You can then finish off this step with a few simple line details inside the blueberry outlines to add some texture. With that, we have the outlines for the blueberries ready to go!
We’re not quite done though, as we have a few more final details to add in the next step, so let’s go ahead and do that.
Step 5: Draw the final details
This should be a fun step of this guide on how to draw a blueberry, as we will not only finish off the final details and elements but also add any extra ideas you may have to make it even cooler!
The main thing to add in this step to finish off the design is some leaves. Luckily, blueberry leaves are rather simple to draw.
As you will see in the reference image, we will be adding four leaves to the design. There will be two on top next to each other, and two more separated at the base.
The leaves are drawn with some slightly curved lines that end in some pointy tips. Then, we will add another curved line to the center of each one, and these will have shorter lines poking off.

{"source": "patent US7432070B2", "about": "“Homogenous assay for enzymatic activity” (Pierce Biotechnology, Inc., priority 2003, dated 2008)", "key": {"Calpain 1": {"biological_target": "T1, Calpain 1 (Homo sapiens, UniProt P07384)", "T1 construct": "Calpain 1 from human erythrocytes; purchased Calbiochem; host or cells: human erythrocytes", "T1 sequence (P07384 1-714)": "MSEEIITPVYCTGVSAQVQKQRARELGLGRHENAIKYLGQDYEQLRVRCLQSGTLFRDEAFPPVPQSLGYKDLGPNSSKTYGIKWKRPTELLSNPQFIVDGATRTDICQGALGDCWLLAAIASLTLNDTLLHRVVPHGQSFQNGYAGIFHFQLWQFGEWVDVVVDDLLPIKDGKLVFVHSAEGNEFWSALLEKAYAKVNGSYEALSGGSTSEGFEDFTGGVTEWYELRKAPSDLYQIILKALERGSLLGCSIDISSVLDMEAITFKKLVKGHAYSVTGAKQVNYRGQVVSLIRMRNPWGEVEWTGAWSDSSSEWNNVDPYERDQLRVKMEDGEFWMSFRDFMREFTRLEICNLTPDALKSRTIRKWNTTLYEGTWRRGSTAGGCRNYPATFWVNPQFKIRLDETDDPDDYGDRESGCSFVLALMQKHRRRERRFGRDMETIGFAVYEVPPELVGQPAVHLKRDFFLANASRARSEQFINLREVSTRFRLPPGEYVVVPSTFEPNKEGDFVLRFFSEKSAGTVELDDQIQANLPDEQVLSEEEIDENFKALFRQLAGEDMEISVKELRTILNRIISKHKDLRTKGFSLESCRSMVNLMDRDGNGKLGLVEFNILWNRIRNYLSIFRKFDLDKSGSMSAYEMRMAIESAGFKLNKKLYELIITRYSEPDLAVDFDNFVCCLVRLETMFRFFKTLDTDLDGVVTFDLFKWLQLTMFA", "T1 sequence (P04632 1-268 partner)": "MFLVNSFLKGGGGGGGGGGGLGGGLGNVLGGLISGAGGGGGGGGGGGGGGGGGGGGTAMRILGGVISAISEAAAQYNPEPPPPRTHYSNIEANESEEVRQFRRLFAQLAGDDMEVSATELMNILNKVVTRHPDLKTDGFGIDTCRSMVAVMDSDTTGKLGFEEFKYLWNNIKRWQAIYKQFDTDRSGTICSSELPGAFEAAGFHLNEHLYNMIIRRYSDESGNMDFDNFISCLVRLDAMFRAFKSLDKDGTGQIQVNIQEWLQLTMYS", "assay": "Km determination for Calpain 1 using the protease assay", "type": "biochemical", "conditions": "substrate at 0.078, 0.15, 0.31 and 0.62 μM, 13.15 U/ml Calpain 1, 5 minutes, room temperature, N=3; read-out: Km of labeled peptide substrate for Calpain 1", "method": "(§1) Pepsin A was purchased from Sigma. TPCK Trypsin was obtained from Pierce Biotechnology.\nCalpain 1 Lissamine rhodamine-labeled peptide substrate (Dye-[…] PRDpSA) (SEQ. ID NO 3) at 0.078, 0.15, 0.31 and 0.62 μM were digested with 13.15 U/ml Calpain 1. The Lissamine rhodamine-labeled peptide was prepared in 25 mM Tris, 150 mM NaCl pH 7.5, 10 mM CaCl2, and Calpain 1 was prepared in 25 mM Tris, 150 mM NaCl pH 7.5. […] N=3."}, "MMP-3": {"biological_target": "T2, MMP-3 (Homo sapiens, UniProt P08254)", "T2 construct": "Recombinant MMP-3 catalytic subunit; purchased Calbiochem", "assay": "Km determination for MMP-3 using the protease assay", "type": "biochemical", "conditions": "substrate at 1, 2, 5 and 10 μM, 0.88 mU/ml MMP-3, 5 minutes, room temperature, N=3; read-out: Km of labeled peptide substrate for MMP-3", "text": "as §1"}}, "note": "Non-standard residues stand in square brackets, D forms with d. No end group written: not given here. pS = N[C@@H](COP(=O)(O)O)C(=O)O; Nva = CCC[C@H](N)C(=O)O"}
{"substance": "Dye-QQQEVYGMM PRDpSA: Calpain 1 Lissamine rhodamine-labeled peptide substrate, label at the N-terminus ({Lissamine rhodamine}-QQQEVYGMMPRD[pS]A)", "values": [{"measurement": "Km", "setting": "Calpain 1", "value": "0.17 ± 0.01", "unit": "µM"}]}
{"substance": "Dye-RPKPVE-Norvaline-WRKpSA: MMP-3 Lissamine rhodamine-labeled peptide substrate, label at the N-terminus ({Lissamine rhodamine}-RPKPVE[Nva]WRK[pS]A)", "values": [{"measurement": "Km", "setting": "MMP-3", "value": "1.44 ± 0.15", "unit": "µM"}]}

This will represent the veins of the leaves, and you can refer to the reference image to help you as you draw. With these leaves, we’re technically done!
You don’t have to move on quite yet, however, as there are some ways to customize this drawing. One would be to add some more fruit to the image.
You could stick to blueberries, or you could add other kinds of fruit that you enjoy. Earlier in the guide, we spoke about how blueberries can be used in many other kinds of food.
You could show this by drawing a jar of blueberry jam behind these blueberries or maybe a pie with a slice cut out, showing the blueberries within.
Can you think of any other kinds of food that a blueberry can go in? You can also draw a background to give this even more of a sense of place.
Step 6: Now, finish off with some color for this blueberry
It all comes down to this, the final step of the guide. This is the step where we will color in your artwork to really bring it to life.